Proposed Amendments to the Consumer Protection (E-commerce) Rules, 2020
What are the new regulations?
The Centre put out proposals to tighten e-com regulations for consumer protection.
To protect the interests of consumers, mis-selling has been prohibited i.e selling goods and services entities selling goods or services by deliberate misrepresentation of information by such entities about such goods or services.
E-com firms must appoint resident officers to address grievances and monitor rule-compliance, and then be ready to share information sought by authorities within 72 hours.
For the sake of “free and fair competition”, they must label all wares on their websites by country-of-origin, offer local alternatives, keep search results unbiased, not sell anything to anyone registered as a ‘seller’ with them, not conduct deep-discount flash sales of cherry-picked products.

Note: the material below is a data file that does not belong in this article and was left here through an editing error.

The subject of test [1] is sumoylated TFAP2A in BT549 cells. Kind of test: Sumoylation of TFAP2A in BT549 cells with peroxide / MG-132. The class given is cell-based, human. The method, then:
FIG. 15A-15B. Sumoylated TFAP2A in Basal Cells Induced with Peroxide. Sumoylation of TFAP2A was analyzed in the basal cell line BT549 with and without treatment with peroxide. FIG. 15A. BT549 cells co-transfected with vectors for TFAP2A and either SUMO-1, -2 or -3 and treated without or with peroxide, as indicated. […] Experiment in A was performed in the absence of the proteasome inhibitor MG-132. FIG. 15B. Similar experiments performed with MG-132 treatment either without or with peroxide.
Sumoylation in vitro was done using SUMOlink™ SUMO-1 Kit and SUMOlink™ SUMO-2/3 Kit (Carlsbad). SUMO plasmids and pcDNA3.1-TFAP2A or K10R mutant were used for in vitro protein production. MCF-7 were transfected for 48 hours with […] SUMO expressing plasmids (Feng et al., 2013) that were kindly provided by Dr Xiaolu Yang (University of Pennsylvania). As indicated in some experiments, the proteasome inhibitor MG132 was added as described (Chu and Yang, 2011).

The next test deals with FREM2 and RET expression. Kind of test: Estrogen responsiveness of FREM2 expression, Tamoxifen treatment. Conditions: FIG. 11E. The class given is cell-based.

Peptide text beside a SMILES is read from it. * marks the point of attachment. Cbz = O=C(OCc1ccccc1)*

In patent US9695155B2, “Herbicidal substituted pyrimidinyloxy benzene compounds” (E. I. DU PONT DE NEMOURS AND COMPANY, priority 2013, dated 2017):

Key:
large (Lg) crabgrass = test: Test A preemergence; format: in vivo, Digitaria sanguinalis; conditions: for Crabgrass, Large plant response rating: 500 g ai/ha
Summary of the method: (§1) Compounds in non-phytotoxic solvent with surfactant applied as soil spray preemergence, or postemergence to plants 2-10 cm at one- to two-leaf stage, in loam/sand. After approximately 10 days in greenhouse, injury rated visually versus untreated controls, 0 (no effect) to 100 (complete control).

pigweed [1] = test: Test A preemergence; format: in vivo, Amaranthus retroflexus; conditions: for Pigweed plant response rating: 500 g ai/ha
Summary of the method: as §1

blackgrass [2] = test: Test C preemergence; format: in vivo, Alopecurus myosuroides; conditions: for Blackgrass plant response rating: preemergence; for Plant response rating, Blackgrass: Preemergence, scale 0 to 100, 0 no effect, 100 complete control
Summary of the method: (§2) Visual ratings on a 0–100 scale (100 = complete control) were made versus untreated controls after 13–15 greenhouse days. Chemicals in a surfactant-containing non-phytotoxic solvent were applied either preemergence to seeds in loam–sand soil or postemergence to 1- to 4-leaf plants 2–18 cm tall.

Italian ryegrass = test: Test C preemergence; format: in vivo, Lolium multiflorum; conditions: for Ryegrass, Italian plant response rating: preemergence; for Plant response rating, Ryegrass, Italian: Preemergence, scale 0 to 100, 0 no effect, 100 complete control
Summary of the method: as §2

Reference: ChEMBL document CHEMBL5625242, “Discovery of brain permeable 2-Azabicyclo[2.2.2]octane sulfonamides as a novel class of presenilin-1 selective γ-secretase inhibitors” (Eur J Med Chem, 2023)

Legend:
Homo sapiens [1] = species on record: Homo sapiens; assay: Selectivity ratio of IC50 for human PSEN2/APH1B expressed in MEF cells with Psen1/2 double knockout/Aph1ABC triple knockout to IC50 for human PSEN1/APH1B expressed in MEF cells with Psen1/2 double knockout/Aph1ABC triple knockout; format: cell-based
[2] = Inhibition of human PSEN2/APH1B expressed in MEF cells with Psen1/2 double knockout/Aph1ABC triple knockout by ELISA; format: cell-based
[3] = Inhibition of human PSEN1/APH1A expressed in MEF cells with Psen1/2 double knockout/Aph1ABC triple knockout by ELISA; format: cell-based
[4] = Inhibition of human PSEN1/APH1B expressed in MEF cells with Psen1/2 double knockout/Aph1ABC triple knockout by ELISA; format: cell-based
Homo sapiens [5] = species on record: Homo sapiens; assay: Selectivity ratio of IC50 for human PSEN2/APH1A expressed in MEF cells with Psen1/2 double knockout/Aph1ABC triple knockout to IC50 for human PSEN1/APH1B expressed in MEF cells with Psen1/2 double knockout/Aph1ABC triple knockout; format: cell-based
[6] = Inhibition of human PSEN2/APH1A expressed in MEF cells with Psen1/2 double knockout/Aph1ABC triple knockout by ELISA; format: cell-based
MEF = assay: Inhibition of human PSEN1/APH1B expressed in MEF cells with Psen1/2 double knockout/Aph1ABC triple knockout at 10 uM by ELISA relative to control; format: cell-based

Restriction on aiding associated enterprises with any helpful data gleaned by their algorithms.
As another measure to assure small enterprises an even field, they must also ensure that their logistical systems support all sellers in the same category equally.
As it happens, this attempt to straitjacket e-com platforms coincides with an antitrust probe of ‘unfair practices’ ascribed to Amazon and Flipkart.
Putting in place a framework for registration of every e-commerce entity with the Department for Promotion of Industry and Internal Trade (DPIIT) for allotment of registration number. Registration of e-commerce entities would help create a database of genuine e-commerce entities